We are all used to seeing SaaS as an acronym for Software as a Service. It also doubles as another acronym for the non-functional features of a SaaS architecture. When you’re providing a hosted service there are a number of non-functional features that need to be considered such as Scalability, Availability, Agility and Security. I’ll flesh out these concepts at a later date as they are all quite broad and encompass a lot of features. Security, for example, includes, but is not limited to ensuring the integrity of the system and the systems that connect to it.
One threat to system integrity is a computer virus. If your hosted application becomes a vector for the dissemination of viruses to your clients system it becomes a threat to your business, not just your systems. So, how do you test you hosted application to make sure infected files are handled properly?
At the beginning of this year I started working on Oracle CRM Sales Library OnDemand, which permits the uploading of documents to be shared with others in your organisation. It provides a rich set of social networking features that enables users to share, rate, review, and tag PowerPoint presentations an MS Word documents so that everyone in your organization can leverage the most effective sales materials. To share a document, or it’s contents, it must be uploaded to Sales Library and of course, the upload process involves virus scanning. In fact, virus scanning is the first step. Irrespective of the file type, before any logical validation takes place, such as supported formats, the file is interrogated by an anti-virus system. When a file fails the virus scan, the user has to be informed with meaningful message. So, while your hosted application does not have to be coded with anti-virus logic, it does need to be able to handle and report effectively, when a virus is found.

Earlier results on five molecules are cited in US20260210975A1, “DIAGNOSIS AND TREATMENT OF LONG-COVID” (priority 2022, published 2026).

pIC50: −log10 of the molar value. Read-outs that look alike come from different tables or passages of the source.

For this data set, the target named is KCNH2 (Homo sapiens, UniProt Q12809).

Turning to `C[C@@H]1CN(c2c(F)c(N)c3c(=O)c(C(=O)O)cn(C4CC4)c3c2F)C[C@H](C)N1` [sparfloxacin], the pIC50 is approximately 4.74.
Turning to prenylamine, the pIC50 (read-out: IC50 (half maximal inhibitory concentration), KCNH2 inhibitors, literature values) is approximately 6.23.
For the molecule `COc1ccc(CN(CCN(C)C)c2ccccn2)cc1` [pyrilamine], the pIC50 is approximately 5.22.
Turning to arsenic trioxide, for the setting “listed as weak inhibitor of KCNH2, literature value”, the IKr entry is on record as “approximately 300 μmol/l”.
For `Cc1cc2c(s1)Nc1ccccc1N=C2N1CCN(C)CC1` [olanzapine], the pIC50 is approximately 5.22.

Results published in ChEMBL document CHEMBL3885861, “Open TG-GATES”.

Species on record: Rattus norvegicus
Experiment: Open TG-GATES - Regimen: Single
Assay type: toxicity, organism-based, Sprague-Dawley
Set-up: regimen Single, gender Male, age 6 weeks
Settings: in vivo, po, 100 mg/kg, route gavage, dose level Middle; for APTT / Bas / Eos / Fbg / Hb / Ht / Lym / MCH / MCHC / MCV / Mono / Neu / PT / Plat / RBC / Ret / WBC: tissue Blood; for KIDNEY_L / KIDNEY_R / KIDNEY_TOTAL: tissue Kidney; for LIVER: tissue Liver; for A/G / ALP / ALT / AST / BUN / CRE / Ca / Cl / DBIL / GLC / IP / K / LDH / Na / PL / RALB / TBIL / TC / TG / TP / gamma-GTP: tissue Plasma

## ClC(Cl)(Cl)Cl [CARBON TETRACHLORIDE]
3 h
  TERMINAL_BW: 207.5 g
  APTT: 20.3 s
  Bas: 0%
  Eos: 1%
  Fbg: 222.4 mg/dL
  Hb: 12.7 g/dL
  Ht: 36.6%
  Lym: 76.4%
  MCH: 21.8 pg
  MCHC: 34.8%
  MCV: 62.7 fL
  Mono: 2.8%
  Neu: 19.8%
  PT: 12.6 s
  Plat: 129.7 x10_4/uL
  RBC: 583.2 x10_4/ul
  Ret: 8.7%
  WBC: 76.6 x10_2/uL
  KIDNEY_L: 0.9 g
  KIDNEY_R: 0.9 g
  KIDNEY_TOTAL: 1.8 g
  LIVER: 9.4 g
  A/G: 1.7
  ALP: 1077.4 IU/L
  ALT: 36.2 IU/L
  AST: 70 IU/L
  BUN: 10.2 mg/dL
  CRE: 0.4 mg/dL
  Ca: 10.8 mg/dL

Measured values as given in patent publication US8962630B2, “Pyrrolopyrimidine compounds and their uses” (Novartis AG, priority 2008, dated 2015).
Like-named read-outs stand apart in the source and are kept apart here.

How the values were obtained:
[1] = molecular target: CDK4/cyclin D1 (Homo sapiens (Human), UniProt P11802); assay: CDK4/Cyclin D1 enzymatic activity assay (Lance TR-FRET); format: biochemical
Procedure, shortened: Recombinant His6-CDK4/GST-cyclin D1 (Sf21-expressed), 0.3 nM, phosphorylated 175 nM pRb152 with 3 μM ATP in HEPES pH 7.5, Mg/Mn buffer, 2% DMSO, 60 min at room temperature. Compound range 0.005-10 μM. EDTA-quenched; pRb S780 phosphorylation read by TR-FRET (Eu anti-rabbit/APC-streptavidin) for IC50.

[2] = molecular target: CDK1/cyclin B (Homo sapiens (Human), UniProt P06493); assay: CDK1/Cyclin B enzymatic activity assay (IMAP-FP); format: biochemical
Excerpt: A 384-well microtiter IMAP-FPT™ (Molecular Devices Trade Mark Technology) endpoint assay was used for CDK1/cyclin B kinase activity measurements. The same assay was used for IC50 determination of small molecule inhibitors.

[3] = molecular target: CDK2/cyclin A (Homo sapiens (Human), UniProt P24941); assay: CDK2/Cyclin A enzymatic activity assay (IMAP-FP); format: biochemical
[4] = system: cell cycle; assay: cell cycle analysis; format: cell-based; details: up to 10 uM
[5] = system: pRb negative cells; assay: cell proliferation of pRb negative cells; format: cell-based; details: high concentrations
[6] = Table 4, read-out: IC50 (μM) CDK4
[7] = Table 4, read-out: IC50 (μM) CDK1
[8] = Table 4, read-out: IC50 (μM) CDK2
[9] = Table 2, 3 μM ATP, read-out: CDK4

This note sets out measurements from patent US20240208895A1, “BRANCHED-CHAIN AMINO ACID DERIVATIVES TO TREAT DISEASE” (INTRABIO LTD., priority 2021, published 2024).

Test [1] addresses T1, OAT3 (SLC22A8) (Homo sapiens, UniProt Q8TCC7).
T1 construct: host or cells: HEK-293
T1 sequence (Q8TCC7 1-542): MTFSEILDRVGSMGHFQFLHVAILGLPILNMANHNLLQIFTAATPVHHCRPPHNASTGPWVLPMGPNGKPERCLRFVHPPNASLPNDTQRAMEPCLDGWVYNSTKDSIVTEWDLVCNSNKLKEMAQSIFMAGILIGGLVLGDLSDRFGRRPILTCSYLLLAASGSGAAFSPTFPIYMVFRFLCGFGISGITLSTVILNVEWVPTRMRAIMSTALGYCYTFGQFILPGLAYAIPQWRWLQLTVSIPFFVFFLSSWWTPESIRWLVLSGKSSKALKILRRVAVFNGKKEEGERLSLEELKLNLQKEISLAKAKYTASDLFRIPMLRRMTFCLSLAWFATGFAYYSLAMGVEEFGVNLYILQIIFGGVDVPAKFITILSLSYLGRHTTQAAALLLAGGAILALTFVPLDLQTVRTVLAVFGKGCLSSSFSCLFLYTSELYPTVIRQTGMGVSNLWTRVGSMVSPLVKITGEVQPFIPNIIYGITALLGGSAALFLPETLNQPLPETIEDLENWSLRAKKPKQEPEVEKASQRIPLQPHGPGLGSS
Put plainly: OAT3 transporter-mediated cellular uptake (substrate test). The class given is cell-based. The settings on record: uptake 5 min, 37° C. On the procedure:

Once you have this logic in place, you have to be able to test that the behaviour of your application is correct. Now, you don’t want your development or testing environment to be using files with viruses to test with. In fact, your organisations anti-malware system would probably prevent you from storing the files anyway. Thankfully, the European Institute for Computer Antivirus Research has a solution. For testing the anti-virus error handling logic in our application we attempt to upload a file with just the EICAR test string as content.
The above is not a virus, but is a test string for anti-malware systems. In unit tests, this can be used as the only content of an InputStream. You should provide a dummy implementation of your virus scan system when unit testing too. Remember, you’re not trying to test the anti-virus software. You want to test the behaviour of your application when the anti-virus software reports a virus is found. When testing the deployed Sales Library application, the text file can be saved with a .ppt or .doc extension and then uploaded. The only content of the file should be the test string.
I have yet to find an anti-virus system that does not comply with this EICAR anti-virus test string. A simple test in your own environment will reveal if your anti-virus software does or not. I suspect that it will, and you can proceed with confidence that your hosted application is handling contaminated files properly for the protection of yours and your customers business.